Accordingly, what is needed is a telecommunication system facilitating number lookup.

SUMMARY OF THE INVENTION

Embodiments of the present invention provide methods and systems for providing information services to telephony devices. In one embodiment, a computer-implemented method for looking up related telephone numbers includes receiving a request initiated by a client telephony device, the request including a telephone number input at and transmitted by the client telephony device; the request being received by a service provider providing fee-based telephony services for a user of the client telephony device. The service provider then looks up one or more related telephone numbers for the telephone number provided by the client telephony device. The related telephone numbers are returned to the client telephony device.

BRIEF DESCRIPTION OF THE DRAWINGS

So that the manner in which the above recited features, advantages and objects of the present invention are attained and can be understood in detail, a more particular description of the invention, briefly summarized above, may be had by reference to the embodiments thereof which are illustrated in the appended drawings.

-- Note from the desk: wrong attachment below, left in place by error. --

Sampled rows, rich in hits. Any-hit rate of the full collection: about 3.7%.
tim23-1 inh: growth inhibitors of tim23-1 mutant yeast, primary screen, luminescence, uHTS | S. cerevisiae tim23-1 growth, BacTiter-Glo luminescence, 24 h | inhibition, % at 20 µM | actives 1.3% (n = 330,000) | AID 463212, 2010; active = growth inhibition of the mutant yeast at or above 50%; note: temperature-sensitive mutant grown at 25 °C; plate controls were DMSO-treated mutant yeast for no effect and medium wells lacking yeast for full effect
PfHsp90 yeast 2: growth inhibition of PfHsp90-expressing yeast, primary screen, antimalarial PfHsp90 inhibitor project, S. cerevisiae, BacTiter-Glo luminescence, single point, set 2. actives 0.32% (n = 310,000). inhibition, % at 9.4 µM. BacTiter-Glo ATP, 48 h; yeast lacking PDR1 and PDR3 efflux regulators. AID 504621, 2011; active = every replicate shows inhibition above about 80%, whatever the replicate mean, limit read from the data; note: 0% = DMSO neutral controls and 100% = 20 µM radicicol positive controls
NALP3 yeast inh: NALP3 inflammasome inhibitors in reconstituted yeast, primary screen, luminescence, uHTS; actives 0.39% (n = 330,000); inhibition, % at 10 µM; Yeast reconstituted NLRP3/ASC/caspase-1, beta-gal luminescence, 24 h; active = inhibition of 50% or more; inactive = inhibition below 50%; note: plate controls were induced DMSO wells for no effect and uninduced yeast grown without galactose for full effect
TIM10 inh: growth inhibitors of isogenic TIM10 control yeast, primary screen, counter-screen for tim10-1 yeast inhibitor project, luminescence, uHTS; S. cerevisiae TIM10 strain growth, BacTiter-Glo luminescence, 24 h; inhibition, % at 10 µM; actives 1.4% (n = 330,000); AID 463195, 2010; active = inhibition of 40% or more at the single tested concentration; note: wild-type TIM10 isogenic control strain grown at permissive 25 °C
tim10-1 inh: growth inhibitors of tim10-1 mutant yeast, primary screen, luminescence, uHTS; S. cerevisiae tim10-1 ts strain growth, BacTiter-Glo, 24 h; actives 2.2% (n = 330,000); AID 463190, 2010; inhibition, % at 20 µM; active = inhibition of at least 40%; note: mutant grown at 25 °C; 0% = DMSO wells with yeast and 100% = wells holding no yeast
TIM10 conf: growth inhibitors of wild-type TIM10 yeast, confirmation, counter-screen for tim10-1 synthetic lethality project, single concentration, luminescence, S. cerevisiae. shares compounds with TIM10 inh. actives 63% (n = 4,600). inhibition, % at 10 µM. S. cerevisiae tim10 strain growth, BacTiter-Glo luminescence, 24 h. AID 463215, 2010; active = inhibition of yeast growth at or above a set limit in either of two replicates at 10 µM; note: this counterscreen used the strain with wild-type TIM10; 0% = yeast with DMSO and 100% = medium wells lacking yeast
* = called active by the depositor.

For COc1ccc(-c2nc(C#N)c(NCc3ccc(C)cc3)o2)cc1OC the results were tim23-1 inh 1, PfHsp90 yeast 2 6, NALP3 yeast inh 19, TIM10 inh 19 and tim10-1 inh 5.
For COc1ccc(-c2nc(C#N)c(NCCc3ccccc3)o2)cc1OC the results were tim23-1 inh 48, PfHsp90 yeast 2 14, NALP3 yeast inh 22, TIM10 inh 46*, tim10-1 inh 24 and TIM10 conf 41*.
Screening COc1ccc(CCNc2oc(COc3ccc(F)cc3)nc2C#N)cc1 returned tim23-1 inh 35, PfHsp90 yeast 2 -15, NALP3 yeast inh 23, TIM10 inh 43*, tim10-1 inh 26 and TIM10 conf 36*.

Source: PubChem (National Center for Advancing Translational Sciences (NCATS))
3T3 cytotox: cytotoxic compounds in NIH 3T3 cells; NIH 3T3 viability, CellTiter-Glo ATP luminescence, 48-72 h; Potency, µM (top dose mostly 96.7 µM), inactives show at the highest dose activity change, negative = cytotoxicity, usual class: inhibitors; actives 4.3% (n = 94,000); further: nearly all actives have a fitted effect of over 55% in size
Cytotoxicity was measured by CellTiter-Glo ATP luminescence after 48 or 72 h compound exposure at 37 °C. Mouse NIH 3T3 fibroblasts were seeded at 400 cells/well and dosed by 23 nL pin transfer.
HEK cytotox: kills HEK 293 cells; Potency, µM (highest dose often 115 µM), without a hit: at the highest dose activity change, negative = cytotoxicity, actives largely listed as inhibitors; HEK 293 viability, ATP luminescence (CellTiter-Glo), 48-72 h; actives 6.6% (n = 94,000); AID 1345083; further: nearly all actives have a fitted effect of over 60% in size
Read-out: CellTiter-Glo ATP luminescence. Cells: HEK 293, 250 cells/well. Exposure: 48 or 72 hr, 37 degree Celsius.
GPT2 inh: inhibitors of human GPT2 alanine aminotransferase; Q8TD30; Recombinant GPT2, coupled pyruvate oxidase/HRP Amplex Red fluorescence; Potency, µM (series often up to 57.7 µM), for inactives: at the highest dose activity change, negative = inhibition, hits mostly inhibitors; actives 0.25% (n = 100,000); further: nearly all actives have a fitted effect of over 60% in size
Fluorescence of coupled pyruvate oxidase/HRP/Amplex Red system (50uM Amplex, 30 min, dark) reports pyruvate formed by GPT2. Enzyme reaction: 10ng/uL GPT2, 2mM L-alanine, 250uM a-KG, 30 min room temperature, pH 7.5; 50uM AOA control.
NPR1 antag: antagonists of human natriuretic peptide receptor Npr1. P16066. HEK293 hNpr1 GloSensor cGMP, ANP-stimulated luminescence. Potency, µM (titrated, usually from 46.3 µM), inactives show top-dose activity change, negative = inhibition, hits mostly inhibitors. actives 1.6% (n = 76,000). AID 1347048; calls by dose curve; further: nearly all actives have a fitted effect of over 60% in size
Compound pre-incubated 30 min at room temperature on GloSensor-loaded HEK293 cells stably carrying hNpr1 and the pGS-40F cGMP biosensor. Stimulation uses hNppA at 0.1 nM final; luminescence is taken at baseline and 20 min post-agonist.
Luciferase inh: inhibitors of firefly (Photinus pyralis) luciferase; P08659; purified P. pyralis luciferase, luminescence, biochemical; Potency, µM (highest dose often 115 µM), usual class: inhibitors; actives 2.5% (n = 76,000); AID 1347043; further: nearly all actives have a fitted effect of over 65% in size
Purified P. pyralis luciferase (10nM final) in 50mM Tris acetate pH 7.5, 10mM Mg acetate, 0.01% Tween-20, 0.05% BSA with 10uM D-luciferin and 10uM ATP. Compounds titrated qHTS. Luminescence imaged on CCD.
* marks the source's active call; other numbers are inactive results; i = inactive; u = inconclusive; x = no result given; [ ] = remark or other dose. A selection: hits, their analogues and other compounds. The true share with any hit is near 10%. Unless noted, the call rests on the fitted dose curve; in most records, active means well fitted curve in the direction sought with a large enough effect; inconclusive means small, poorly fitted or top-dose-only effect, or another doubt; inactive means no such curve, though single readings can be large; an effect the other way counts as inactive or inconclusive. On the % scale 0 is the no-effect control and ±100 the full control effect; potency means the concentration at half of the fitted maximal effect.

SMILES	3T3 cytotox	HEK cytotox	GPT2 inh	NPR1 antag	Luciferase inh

Note, however, that the appended drawings illustrate only typical embodiments of this invention and are therefore do not limit the scope thereof, for the invention may admit to other equally effective embodiments.

FIGS. 1A-1D illustrate functional views of telecommunication networks in which embodiments of the present invention may be implemented.

FIG. 2 illustrates a view of components of a mobile telephone, according to one embodiment of the invention.

FIG. 3 illustrates a method of providing related telephone numbers in response to a given user input, according to one embodiment of the invention.

FIGS. 4A-C show a series of screens illustrating a request for related telephone numbers, and a corresponding response, according to one embodiment of the invention.

DETAILED DESCRIPTION OF THE PREFERRED EMBODIMENTS